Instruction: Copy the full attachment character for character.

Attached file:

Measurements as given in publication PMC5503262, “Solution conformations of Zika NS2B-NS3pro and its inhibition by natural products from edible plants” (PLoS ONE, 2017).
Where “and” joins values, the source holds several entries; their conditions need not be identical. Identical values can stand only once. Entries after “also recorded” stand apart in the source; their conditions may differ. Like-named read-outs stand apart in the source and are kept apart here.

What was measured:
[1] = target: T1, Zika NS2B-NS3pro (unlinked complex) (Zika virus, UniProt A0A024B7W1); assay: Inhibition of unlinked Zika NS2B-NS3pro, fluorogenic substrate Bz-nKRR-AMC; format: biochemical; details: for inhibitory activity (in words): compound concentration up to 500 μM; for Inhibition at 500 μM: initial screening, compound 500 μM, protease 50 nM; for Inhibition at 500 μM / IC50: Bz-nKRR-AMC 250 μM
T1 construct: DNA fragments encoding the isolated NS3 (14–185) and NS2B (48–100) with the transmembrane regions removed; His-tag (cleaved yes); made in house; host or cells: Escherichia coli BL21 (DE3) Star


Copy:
Measurements as given in publication PMC5503262, “Solution conformations of Zika NS2B-NS3pro and its inhibition by natural products from edible plants” (PLoS ONE, 2017).
Where “and” joins values, the source holds several entries; their conditions need not be identical. Identical values can stand only once. Entries after “also recorded” stand apart in the source; their conditions may differ. Like-named read-outs stand apart in the source and are kept apart here.

What was measured:
[1] = target: T1, Zika NS2B-NS3pro (unlinked complex) (Zika virus, UniProt A0A024B7W1); assay: Inhibition of unlinked Zika NS2B-NS3pro, fluorogenic substrate Bz-nKRR-AMC; format: biochemical; details: for inhibitory activity (in words): compound concentration up to 500 μM; for Inhibition at 500 μM: initial screening, compound 500 μM, protease 50 nM; for Inhibition at 500 μM / IC50: Bz-nKRR-AMC 250 μM
T1 construct: DNA fragments encoding the isolated NS3 (14–185) and NS2B (48–100) with the transmembrane regions removed; His-tag (cleaved yes); made in house; host or cells: Escherichia coli BL21 (DE3) Star